Although too intense for younger children, most teenagers and certainly most adults will be able to endure the more graphic scenes and will come out of the theater as we did – overwhelmed with a sense of gratitude for the love that Jesus has for us. He is the Good Shepherd. He laid down his life for us.

Mike McDermott
Concord

Offensive review
Father Paul Schmidt’s commentary on Mel Gibson’s “The Passion” is a masterpiece of fault finding and political correctness (Voice, March 8).
He opines that it’s “unsuitable for children.” Over 10 years ago the American Medical Psychological Associate released statistics that by the end of grammar school, the average American child has seen 8,000 murders and 100,000 acts of violence on television. Maybe seeing this violence would put TV’s violence in perspective.

Father Schmidt further says that in the film Our Lord carried the cross “farther than anyone in that condition really could.” That’s quite an analysis in historical, theological and mystical reasoning. Does it apply to any other acts of Christ?

Father Schmidt even casts doubt on the motives of the viewers generally, to wit: “Questions may also be asked about an audience’s willingness to view a depiction of torture.” Psychiatrists, he says, may want to look at that issue. Noble gesture.

To be fair, after many strictures, Father Schmidt closes happily with the suggestion that music is better. Bach leaves one with “fewer questions and more answers.” A-plus, Father. The world loves you. You made a lot of friends and only offended the Catholic traditionalists and the entire Christian right. But then, we’re used to it.

Lyle Arnold
Pleasant Hill

A sign of contradiction
Christ crucified is a “sign of contradiction” and a “stumbling block to the Jews and folly to the Gentiles (Luke 2:34, 1 Cor. 2:23). Mel Gibson’s film seems to be a sign of contradiction, even among some Catholics. They are shocked by the brutality portrayed in the film and write it off as an anguished act of piety.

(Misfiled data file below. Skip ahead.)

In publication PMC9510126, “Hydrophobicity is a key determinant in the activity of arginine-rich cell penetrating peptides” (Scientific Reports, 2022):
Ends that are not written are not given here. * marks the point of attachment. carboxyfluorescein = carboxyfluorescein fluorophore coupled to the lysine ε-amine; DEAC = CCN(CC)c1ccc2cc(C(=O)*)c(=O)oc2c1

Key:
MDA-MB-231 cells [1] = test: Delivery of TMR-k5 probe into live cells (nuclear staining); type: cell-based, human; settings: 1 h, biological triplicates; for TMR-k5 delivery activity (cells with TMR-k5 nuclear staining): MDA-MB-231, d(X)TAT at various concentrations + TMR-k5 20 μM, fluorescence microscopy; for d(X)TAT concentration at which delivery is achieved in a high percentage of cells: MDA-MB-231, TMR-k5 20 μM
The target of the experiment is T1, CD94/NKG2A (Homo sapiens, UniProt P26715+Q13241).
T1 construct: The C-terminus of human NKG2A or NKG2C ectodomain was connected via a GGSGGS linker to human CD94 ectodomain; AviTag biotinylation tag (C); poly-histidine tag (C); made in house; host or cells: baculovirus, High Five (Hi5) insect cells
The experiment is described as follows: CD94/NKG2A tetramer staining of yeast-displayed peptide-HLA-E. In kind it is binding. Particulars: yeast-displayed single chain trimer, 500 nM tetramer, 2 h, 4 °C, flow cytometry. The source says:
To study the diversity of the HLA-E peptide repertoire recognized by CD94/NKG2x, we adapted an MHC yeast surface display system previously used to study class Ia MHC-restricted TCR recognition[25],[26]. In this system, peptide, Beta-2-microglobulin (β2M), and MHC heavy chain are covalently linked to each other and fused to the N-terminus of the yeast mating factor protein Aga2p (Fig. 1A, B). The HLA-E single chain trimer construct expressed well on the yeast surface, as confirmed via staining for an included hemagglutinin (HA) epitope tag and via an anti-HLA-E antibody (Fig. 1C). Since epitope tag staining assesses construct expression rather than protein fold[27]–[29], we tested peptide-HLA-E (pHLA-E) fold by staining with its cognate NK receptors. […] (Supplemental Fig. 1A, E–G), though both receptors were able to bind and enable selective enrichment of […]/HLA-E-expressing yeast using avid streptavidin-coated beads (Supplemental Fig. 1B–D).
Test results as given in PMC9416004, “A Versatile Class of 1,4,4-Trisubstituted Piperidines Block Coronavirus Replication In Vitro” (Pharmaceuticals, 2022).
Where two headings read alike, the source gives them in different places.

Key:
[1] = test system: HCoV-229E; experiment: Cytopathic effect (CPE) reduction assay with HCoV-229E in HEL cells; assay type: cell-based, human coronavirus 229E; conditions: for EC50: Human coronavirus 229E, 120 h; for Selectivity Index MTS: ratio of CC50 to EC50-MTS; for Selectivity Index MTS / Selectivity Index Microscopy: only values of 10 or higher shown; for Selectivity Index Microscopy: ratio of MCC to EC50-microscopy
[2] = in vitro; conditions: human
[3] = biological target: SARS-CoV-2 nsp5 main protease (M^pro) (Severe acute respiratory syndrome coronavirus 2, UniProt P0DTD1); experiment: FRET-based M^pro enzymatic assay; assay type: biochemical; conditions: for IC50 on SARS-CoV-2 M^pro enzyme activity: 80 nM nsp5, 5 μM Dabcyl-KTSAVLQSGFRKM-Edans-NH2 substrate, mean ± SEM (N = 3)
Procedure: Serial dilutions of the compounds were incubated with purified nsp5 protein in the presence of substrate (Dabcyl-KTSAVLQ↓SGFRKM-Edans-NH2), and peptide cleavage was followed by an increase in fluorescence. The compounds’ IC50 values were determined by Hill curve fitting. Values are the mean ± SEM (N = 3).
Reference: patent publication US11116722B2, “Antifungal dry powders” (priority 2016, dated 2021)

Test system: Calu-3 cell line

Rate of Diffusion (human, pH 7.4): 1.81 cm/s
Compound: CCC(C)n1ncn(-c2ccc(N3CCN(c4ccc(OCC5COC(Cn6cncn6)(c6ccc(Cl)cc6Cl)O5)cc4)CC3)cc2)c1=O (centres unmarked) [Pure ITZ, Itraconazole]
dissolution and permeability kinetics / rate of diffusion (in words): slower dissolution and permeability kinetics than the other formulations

“Stern as death is love” says the Song of Songs. We tend to take Christ’s love for granted. Christ willed from the foundation of the world to die this horrible and shameful death for us. We owe Mel Gibson a debt of gratitude for shaking us out of our complacency.

Linda Cott
Hayward

See for yourself
Although everyone has a right to their own opinion, I feel that Raymond O’Connor (Forum, March 8) missed the entire point of Mel Gibson’s movie, “The Passion,” -– God’s overflowing love for all.

While the movie left him “numb,” his review was slanted and left me questioning the intent of his letter. I too look to the Resurrection, not to the Passion, for my hope, but the Passion was something Christ himself undertook for all mankind.

Viewers, beware of one-sided reviews. Go see the movie for yourself and decide.

Lisa Ellingson
Byron

The Passion and sexuality
Each time I see the “The Passion of the Christ” I’m drawn deeper into the Passion. I pray during the bloody scenes, realizing I caused it.
One point that everyone seems to miss is where Jesus tells his mother “See, I make all things new.” Even Father Paul Schmidt in his long dissertation (Voice, March 8) missed it.

Bishop Vigneron told conference attendees on February 7 that Christ came to restore the order that God intended for human beings “from the beginning,” especially in regard to the spirituality and theology of our bodies and sex. The Church’s vision of, and teaching on, human sexuality is a direct result of Christ’s Passion; it wouldn1t have happened otherwise and this doctrine is the answer for many problems in our Culture of Death.

Jack Hockel
Walnut Creek

Disclose funding sources